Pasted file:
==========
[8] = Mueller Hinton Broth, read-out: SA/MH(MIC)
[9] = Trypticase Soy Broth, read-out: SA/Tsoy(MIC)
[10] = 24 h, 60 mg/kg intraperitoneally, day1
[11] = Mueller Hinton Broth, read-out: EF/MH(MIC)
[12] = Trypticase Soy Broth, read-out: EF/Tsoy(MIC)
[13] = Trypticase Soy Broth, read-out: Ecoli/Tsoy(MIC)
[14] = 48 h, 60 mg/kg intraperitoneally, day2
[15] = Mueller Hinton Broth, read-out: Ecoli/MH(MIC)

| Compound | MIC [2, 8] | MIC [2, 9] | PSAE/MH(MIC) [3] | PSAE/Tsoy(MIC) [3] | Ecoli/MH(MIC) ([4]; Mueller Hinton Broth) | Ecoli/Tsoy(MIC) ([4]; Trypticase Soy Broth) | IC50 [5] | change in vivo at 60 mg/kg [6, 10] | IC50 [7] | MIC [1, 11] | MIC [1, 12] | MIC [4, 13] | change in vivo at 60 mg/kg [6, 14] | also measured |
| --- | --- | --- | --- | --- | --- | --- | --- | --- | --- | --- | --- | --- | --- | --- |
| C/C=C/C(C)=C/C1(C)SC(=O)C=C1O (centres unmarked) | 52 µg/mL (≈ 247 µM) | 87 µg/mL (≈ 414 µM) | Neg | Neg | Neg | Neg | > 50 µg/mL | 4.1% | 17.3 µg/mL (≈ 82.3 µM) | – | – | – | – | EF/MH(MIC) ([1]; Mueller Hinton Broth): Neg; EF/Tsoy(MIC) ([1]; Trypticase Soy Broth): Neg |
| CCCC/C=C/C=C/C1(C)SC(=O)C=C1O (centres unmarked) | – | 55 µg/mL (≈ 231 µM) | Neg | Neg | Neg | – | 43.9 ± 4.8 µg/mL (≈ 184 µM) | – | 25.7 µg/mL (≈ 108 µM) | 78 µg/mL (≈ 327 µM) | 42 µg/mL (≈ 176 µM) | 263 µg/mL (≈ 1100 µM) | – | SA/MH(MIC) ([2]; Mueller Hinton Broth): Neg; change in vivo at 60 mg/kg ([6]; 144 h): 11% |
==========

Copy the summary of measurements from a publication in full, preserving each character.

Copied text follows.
[8] = Mueller Hinton Broth, read-out: SA/MH(MIC)
[9] = Trypticase Soy Broth, read-out: SA/Tsoy(MIC)
[10] = 24 h, 60 mg/kg intraperitoneally, day1
[11] = Mueller Hinton Broth, read-out: EF/MH(MIC)
[12] = Trypticase Soy Broth, read-out: EF/Tsoy(MIC)
[13] = Trypticase Soy Broth, read-out: Ecoli/Tsoy(MIC)
[14] = 48 h, 60 mg/kg intraperitoneally, day2
[15] = Mueller Hinton Broth, read-out: Ecoli/MH(MIC)

| Compound | MIC [2, 8] | MIC [2, 9] | PSAE/MH(MIC) [3] | PSAE/Tsoy(MIC) [3] | Ecoli/MH(MIC) ([4]; Mueller Hinton Broth) | Ecoli/Tsoy(MIC) ([4]; Trypticase Soy Broth) | IC50 [5] | change in vivo at 60 mg/kg [6, 10] | IC50 [7] | MIC [1, 11] | MIC [1, 12] | MIC [4, 13] | change in vivo at 60 mg/kg [6, 14] | also measured |
| --- | --- | --- | --- | --- | --- | --- | --- | --- | --- | --- | --- | --- | --- | --- |
| C/C=C/C(C)=C/C1(C)SC(=O)C=C1O (centres unmarked) | 52 µg/mL (≈ 247 µM) | 87 µg/mL (≈ 414 µM) | Neg | Neg | Neg | Neg | > 50 µg/mL | 4.1% | 17.3 µg/mL (≈ 82.3 µM) | – | – | – | – | EF/MH(MIC) ([1]; Mueller Hinton Broth): Neg; EF/Tsoy(MIC) ([1]; Trypticase Soy Broth): Neg |
| CCCC/C=C/C=C/C1(C)SC(=O)C=C1O (centres unmarked) | – | 55 µg/mL (≈ 231 µM) | Neg | Neg | Neg | – | 43.9 ± 4.8 µg/mL (≈ 184 µM) | – | 25.7 µg/mL (≈ 108 µM) | 78 µg/mL (≈ 327 µM) | 42 µg/mL (≈ 176 µM) | 263 µg/mL (≈ 1100 µM) | – | SA/MH(MIC) ([2]; Mueller Hinton Broth): Neg; change in vivo at 60 mg/kg ([6]; 144 h): 11% |